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Ph.D: Weizmann Institute of Science, Israel
Position: Lecturer
Department of Microbiology and Immunology
Faculty of Health Sciences

New methods for the identification of novel multidimensional predictors of treatment outcome

  • Background

Phenotypes, or the observable traits of an individual, arise from a complex interaction of genes, the environment and stochastic processes. One of the major challenges of modern biology is to understand the role genetics plays in the development of diseases or phenotypes with a deleterious affect on life quality and span. Despite the completion of the human genome sequencing project, we are only beginning to appreciate the complexity of the translation of genes to phenotypes, or of genetic variation to phenotypic variation. It is currently impossible to computationally predict which genes are involved in disease processes, to suggest how a new drug will affect health, or understand why some patients will benefit from using some drug, while others with the same disease will develop severe side effects.

To study the processes that govern the translation of genetic variation into phenotypic variation in medicine, there is a need for sufficiently rich phenotypic databases, and a simplified yet relevant system and computational and mathematical tools for their analysis. In our lab, we are developing computational and mathematical tools for the study of phenotypes and their formation. As a model system, we are using Mendelian diseases, the relatively rare cases where a severe phenotype – a disease – arises from a single genetic variation. We are also developing tools for the use of clinical repositories and knowledge bases as phenotypic data sources.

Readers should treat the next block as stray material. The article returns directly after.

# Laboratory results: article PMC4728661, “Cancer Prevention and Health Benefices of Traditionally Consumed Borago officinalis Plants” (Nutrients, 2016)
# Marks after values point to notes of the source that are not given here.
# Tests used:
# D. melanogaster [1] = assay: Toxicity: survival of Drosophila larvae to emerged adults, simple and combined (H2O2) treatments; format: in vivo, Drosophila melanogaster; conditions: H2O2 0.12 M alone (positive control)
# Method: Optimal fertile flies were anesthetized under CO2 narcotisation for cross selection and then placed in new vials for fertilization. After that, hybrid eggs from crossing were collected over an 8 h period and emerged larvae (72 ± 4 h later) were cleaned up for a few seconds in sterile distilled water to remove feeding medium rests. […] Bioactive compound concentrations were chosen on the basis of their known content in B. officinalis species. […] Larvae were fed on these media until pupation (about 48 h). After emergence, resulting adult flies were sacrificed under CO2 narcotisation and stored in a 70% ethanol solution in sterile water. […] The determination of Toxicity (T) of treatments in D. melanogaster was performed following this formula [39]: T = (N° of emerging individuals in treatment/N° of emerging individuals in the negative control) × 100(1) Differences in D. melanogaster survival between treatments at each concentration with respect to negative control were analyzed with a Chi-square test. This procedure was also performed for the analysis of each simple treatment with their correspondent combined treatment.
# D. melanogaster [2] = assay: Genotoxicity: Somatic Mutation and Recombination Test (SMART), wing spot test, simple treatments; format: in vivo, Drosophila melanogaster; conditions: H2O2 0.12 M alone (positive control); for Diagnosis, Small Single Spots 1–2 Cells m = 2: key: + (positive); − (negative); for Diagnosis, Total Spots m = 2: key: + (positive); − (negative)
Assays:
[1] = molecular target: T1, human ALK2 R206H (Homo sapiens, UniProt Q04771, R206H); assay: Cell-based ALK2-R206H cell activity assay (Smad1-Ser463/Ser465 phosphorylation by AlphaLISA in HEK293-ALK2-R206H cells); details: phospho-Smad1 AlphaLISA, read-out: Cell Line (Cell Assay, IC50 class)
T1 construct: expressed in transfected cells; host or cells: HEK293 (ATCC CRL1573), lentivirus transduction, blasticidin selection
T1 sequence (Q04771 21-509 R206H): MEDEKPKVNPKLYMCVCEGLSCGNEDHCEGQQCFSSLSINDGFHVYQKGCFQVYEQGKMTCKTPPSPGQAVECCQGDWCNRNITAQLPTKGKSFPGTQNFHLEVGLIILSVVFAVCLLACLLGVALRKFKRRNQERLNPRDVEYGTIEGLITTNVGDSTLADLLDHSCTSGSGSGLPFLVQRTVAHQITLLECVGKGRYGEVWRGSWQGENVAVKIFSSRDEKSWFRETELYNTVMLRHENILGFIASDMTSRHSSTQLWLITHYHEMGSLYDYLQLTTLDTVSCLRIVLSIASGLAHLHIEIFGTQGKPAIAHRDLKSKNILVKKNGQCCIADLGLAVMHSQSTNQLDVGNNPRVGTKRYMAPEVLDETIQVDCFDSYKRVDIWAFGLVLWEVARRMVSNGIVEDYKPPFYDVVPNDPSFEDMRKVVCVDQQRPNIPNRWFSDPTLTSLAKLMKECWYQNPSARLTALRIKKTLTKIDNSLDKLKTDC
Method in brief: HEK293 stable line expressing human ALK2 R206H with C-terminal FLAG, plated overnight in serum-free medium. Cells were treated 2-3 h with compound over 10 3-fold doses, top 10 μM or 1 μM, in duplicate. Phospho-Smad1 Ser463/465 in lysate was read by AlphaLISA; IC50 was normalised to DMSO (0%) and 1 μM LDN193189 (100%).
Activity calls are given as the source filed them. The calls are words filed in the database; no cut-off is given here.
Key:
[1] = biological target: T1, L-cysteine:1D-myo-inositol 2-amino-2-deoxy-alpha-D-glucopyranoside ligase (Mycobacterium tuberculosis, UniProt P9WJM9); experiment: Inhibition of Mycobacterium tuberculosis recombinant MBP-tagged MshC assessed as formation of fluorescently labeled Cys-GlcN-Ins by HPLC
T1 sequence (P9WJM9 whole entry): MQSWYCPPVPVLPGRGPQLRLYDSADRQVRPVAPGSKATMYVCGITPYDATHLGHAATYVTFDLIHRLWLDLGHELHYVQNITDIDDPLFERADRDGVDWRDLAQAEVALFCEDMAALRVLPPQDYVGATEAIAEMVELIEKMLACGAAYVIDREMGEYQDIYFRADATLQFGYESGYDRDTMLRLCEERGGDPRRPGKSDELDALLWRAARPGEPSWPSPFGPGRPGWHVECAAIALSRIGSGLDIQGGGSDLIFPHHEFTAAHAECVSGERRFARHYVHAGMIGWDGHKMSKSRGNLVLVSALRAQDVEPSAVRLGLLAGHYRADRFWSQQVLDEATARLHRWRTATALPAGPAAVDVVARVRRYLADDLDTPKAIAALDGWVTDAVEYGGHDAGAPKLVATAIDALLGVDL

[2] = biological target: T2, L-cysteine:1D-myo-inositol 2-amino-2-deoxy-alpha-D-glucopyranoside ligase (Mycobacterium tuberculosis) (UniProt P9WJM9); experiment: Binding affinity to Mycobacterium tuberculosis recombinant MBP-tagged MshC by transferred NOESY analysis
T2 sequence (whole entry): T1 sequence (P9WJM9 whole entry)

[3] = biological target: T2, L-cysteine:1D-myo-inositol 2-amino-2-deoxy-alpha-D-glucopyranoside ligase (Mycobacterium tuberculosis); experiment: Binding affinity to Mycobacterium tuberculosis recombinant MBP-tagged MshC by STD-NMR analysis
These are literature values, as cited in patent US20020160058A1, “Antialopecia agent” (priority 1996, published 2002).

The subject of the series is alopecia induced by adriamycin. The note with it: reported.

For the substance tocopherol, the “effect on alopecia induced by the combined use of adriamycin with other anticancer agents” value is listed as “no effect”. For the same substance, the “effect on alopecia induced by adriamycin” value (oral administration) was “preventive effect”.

• Current research
  1. Novel methods for disease stratification – We are currently developing new methods to stratify patients using medical records. We identify novel multi-dimensional predictors of treatment outcome. This research is expected to provide superior designs for clinical trials. In addition, we are using genetic analysis of clinically normal values as predictors of treatment outcomes.

  2. Improved methods for computational target prioritization in genetic association studies – We are extending existing methods for the prediction of genes likely to be associated with Mendelian diseases using insight and data obtained from systems biology studies, testing the relative strengths of different methods and using more detailed descriptions of diseases. For example, we are developing a system that seeks a connection between a gene’s ability to be associated with a Mendelian disease and its place in cellular networks, i.e. genetic control, protein interaction, and metabolic networks.

  3. An end-user programming language for biologists – We have developed (in collaboration with Harvard University and MIT) a programming language dedicated to biology. In this language, users who are familiar with Excel can automate many tasks that are required for bioinformatics with only a few hours of training. We are working to extend this language and its interface, and seek to enlarge our user community as a way to ensure continuing support.

  • Selected publications

Ner-Gaon H., Halachmi R., Savaldi-Goldstein S., Rubin E., Ophir R. and Fluhr R. (2004) Intron retention is a major phenomenon in alternative splicing in Arabidopsis. Plant J., 39:877-885.

Ben-Dor S., Esterman N., Rubin E. and Sharon N. (2004) Biases and complex patterns in the residues flanking protein N-glycosylation sites. Glycobiology, 14:95-101.

Shachak A., Ophir R. and Rubin E. (2005) Applying instructional-design theories to bioinformatics education: Development of conditions of learning-based microarray analysis and primer design workshops. Cell Biology Education, 4:199-206.